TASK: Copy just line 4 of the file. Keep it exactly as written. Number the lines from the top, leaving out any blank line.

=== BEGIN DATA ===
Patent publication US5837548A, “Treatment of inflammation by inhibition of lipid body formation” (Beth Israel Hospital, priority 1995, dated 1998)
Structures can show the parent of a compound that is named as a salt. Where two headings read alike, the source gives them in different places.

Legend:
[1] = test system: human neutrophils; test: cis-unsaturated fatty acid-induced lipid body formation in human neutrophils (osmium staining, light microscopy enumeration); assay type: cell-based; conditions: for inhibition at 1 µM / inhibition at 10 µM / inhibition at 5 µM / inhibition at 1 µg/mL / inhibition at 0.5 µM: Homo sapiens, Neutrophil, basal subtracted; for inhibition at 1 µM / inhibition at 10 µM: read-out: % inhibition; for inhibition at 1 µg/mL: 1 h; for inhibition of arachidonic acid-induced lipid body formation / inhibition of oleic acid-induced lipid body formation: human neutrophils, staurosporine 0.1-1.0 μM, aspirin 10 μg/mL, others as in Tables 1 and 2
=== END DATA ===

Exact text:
[1] = test system: human neutrophils; test: cis-unsaturated fatty acid-induced lipid body formation in human neutrophils (osmium staining, light microscopy enumeration); assay type: cell-based; conditions: for inhibition at 1 µM / inhibition at 10 µM / inhibition at 5 µM / inhibition at 1 µg/mL / inhibition at 0.5 µM: Homo sapiens, Neutrophil, basal subtracted; for inhibition at 1 µM / inhibition at 10 µM: read-out: % inhibition; for inhibition at 1 µg/mL: 1 h; for inhibition of arachidonic acid-induced lipid body formation / inhibition of oleic acid-induced lipid body formation: human neutrophils, staurosporine 0.1-1.0 μM, aspirin 10 μg/mL, others as in Tables 1 and 2